The “eye test” is a perceptive measure of the quality of artificial “thought”, but the eye is not necessarily the only part of the human body in which the AI can generate details that feel abnormal, creepy. I saw perfectly made pictures of beautiful people with one too many toes or a barely visible sixth finger. 

I believe that over time AI will make fewer and fewer errors like these. At the same time people make, and have made since the beginning of time, errors like these, but often on purpose (Picasso?). That is a point that is important to keep in mind: whether the creator makes errors on purpose or not. 


Overall the artificial portrait is pretty good, clearly better than the average person’s ability to paint a copy of the portrait (myself included). What’s missing here? You can get into a philosophical rabbit hole trying to answer this question, but I would just mention the lack of intent. The software takes a general instruction and after a few minutes it produces a decent (often surprisingly good) painting. There is no doubt, there is no hesitation that is usually caused by the desire to do better, to adjust, to make perfect. Maybe, an improved form of neuromorphic AI would be to make the drawing a longer term project that stretches over days, weeks or months, during which the AI would search for sources of inspiration, generate multiple versions, make changes, add new features until the final art is complete. This is a little bit like AlphaGo Zero who (ha,I said “who”!) did learn by playing against itself. Perhaps this would be nearly impossible without the involvement of human participants to provide input such as “the right eye is round and bigger than the left eye”, or “the head cover lacks texture details”, etc. I am inclined to believe this is the right direction of AI in general (pairing humans with AI entities) if we are to create a better society where humans perform actives of higher intellectual order. 

The lack of intent leads to lack of emotion. This happens to humans too. The majority of us who tried to draw a portrait the act of doing it is mostly technical, attempting to mimic the original. Very few people are driven by the desire to express an emotion and even fewer capable of drawing a good, coherent picture. When you compare the two portraits, you notice the first has emotions embedded subtly in every detail, the eyes, the lips, the overall facial expression, while the AI generated portrait is rather lifeless, and if you stare at those eyes for a little longer, even a bit creepy. However, keep in mind that the creepiness is also a subjective reaction because we know who created the portrait. If your 10 year old daughter painted this you would be ecstatic.

The Dall-E AI lacks the desire, the intent to express a particular idea, but with more data and more computing power, that will come sooner or later. Maybe sooner than we think. 

AI – Human Collaboration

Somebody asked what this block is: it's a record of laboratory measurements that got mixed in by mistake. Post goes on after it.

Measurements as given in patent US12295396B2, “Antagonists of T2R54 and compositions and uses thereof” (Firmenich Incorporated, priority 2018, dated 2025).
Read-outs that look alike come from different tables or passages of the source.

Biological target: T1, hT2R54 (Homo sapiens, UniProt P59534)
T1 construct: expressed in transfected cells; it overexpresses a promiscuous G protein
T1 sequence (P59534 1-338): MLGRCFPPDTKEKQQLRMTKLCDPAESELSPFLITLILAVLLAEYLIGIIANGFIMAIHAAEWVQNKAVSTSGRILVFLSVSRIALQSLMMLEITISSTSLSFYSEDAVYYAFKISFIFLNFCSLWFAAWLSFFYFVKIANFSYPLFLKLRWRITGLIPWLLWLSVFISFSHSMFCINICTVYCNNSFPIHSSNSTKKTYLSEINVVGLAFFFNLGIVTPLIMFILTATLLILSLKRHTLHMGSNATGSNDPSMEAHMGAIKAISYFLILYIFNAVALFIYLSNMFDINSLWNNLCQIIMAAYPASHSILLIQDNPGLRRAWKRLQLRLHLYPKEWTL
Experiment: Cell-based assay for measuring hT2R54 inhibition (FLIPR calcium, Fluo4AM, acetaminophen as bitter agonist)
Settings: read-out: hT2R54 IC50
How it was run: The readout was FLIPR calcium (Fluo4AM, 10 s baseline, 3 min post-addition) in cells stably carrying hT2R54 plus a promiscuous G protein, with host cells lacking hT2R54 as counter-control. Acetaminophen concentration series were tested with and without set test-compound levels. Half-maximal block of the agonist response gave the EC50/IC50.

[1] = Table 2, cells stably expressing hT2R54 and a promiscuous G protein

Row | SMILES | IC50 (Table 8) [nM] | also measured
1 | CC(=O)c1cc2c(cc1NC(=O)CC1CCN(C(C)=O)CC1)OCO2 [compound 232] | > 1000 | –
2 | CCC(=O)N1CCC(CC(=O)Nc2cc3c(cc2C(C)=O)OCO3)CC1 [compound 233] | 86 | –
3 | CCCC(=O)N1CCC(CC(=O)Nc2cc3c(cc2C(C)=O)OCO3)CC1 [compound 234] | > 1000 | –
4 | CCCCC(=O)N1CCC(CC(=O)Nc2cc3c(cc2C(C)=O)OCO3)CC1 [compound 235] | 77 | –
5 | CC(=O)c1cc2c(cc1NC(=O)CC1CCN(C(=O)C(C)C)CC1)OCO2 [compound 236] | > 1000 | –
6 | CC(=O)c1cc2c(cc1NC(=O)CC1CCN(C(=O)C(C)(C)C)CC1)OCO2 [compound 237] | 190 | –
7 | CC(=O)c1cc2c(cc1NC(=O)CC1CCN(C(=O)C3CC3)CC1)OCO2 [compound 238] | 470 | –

What if AI would be able to interpret more descriptive, complex instructions to produce drawings in a story format? The quality improvement from Dall-E to Dall-E 2 shows how rapid this machine learning model evolves. Dall-E 3 will likely be able to have a substantially better ability to render micro details (eyes, texture, repeated reflections) and create art that is more distinct from the original inspirationHuman creators could “discuss” with AI finer aspects in a process that amplifies the power of human imagination. This opens the door to a much larger number of people capable of producing art in an infinite array of expressions. Imagine the flowing effect into architectural designs, retail environments, parks, cars, clothing. The sky is the limit.

An article published on Cnet reported the story of how Steve Coulson created a visual science fiction odyssey using Midjourney AI to generate images using text based instructions. The result was stunning.

The difference between this experiment and the creation of the girl portrait using Dall-E is the originality of the idea. The AI compiled the instructions to generate content without a visual reference. This is a step up. 

These are the type of instructions used in this unusual collaboration project: 

The Campfire team, for example, liked the rich effect produced by the style prompt “olive-green and sepia and teal-blue tritone print on watercolor paper,” so they used that one often to give images a painterly effect. For The Lesson, the phrase “futuristic underground bunker in the style of J.C. Leyendecker” yielded the perfect retro-futuristic postapocalyptic hideaway. 

“We also used the phrase ‘Hitchcock Blonde’ to describe our heroine, and more often than not she came out looking like Grace Kelly,” Coulson said. That’s a fully recognizable Grace Kelly, without misplaced ears or a dog snout. 

David Coulson has no artistic talent. He can put together a sci-fi story, has a vivid imagination, but he doesn’t have the skills to produce the visual story. Yet, together with the AI he created a beautiful and intriguing sci-fi book. 

A strong evolving AI needs three elements: vast amounts of data, a good algorithmic learning core and continuous interaction with the real world. The first two are essential for quality training, but the third is critical for achieving human level of quality. 

The tendency to think of AI as a series of software releases is a legacy of the old structured programming practice. True AI software is capable of learning from interactions with human users and self-adapt its internal model guided by the feedback it receives. The software upgrade is a continuous evolution.

The screens below reflect the depth of Midjourney’s database. 

The portrait of the old woman is evoking inspiration from historical paintings and drawings related to the medieval ages. The young science teacher is clearly inspired from photos of Grace Kelly. The human imagined the characters to reflect the contrast between old and new, superstition and science, and the AI delivered. Amazing composition.

This is a mix of London old and contemporary snapshots and sci-fi comics art. Again, the human is the real creator here, the one who chose the major elements in this picture with maximum effect: a depressing view of the city of London terrorised by a huge reptilian beast.

Here, Egyptian symbolic writing with inserts of alien reptilian figures resulting in intriguing drawings that could be attributed to a good creative artist without any shadow of doubt. You have to give credit to the AI partner who drew this amazing shot.